Published: 00:01, 13 April 2017
A Canterbury woman who went to hospital after two failed suicide attempts was kept waiting 23 hours and got only a five minute consultation.
Alice Mitchell, has anorexia, depression, anxiety, obsessive compulsive disorder and post traumatic stress disorder.
The 19-year-old took herself into Kent and Canterbury Hospital after suffering a severe relapse of her conditions in the last few months which has resulted in constant suicidal thoughts.
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When she turned up she waited four hours before being briefly seen by a nurse for a five-minute consultation.
She then waited another six hours before being transferred to the William Harvey Hospital in Ashford.
There she waited another 13 hours to see an on-site liaison professional - after being told if she left staff would call police.
But the person Alice saw said they couldn’t give her any advice and said they would refer her on to someone else - only they didn’t.
When Alice, who lives in Barton Road, was later discharged she had no money to get home and her phone battery had gone.
She asked if she could have transport arranged, but was told she wasn’t eligible.
She eventually borrowed a charger and called her mum who came and collected her.
Alice said: “In 23 hours I had a grand total of five minutes face time with a medical professional.
“For the other 22 hours and 55 minutes I was sitting, completely unsupervised in a busy waiting room where the working staff had absolutely no idea I was even there - let alone what my case was.
“I was told that if I tried to leave, they’d call the police, but because I was unsupervised, I could have walked out and thrown myself under a bus and nobody would have done anything.
“When I did come to be discharged I felt even more suicidal than I had done when I arrived.”
Alice’s ordeal started when she went to hospital on March 13, but the case has only just come to light.
It has been made public as figures released today show 169 people (7%) of those admitted to mental health hospitals run by the Kent and Medway NHS and Social Care Partnership Trust failed to receive follow-up treatment within seven days of being discharged.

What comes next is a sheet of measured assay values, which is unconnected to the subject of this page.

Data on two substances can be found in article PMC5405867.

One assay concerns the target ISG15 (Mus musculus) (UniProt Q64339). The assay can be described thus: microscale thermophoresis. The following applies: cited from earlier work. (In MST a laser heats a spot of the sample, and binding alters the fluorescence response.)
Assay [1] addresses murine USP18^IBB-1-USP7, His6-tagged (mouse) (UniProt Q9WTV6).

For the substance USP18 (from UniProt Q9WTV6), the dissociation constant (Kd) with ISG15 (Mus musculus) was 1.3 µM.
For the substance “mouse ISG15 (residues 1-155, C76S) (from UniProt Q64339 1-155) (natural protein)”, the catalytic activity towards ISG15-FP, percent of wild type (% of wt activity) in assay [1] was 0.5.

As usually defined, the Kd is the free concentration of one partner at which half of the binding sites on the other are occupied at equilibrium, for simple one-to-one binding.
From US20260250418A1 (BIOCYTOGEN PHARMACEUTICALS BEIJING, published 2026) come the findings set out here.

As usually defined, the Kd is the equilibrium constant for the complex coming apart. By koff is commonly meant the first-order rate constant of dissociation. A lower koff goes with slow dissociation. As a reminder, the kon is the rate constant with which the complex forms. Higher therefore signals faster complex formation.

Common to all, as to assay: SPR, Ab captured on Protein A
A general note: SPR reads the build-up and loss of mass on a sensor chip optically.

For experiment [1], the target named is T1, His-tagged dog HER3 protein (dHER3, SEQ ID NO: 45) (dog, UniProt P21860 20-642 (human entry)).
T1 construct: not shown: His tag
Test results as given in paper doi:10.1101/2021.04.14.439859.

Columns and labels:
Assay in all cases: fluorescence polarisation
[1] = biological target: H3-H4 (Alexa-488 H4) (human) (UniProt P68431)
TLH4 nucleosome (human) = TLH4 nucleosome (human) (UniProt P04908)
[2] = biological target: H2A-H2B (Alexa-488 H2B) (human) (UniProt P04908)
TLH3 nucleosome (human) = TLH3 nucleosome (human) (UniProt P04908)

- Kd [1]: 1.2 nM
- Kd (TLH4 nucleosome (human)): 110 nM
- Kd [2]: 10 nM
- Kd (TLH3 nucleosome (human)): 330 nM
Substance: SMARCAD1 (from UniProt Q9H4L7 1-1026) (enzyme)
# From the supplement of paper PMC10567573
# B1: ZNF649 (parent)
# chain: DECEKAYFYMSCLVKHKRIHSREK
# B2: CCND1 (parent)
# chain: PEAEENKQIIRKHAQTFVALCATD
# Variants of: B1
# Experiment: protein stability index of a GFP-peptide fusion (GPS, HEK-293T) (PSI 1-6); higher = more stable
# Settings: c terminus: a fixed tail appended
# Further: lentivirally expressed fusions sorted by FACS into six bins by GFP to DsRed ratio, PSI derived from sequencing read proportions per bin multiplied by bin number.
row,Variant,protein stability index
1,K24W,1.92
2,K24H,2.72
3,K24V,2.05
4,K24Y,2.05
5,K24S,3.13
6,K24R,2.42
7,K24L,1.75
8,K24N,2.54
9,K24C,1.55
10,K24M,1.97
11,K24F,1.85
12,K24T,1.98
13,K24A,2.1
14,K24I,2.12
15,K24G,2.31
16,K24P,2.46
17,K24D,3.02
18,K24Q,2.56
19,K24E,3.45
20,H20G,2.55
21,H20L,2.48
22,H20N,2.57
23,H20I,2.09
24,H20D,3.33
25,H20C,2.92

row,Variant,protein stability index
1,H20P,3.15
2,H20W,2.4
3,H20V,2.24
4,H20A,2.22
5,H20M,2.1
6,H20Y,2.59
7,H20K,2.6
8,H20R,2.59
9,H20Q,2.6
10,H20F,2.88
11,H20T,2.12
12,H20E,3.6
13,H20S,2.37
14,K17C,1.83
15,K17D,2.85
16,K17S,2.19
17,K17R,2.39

It echoes the experience of Alice, who said: “I was given no care plan and no follow up.
“The only thing they did was write to my GP advising her that I should go in for an appointment with her.
“To make matters worse, I’d been for one session of cognitive behavioural therapy but my therapist also decided to discharge me because I’d missed a session while suicidal in hospital.
“Now I’m left without any support from mental health services. I’m back to square one.”
There is growing recognition of the urgent need for timelier follow-up as a key suicide prevention measure, with both the Inquiry and the House of Commons health select committee recently calling for earlier follow-up after discharge.
National Institute for Health and Clinical Excellence (NICE) guidelines recommend follow-up within 48 hours for some patients only.
Mental health charity Mind is calling for this to extend to everyone leaving hospital after a mental health crisis.
Its findings show the lack of appropriate follow-up is also putting significant pressure on the NHS as people are not getting the help they need to recover.
Those not followed up within seven days were more than twice as likely to end up in A&E as a result of their issues within the first week of being discharged.
"Because I was unsupervised, I could have walked out and thrown myself under a bus and nobody would have done anything" - Alice Mitchell
Sophie Corlett, Mind’s director of external relations, said: “Thousands of people with mental health problems in England and Wales are not getting the appropriate follow-up when they are first discharged from hospital.
“This is not good enough.
“It is a tragedy that so many people so very recently leaving the care of hospital are losing their lives.
“The Government has put suicide prevention as a key patient safety issue for the NHS as a whole and pledged to reduce suicides by 10 per cent in the next five years.
“Timelier follow-up for patients after they leave hospital could help achieve this.
“If you don’t get the right care after you leave, if you’re left to cope alone, you can end up in a revolving door going straight back in to hospital or be at risk of taking your own life.”
A spokesman for KMPT said: "Due to data protection we are unable to comment on individuals but we would urge anyone with feedback about our services to contact our patient experience team on 0800 783 9972.
"Figures released by Mind show that 93% of those discharged from KMPT are followed up within a week, which is above the regional average.
"Follow up can include referral to a GP.
"There are many reasons why the small proportion of patients released from our services are not followed up within a week, this can include the patient living out of area and outside of the UK as well as difficulties contacting the patient.
"We are working hard to achieve our agreed national target set by commissioners of ensuring 95% of patients discharged by KMPT are followed up in seven days or less.
"Patients who are discharged into the community are assigned to a crisis resolution team that they are able to contact on a 24 hour basis.
"KMPT also has a single point of access number, 0300 222 0123.
"Anyone living in the Kent or Medway area who is experiencing a mental health crisis can call this number.”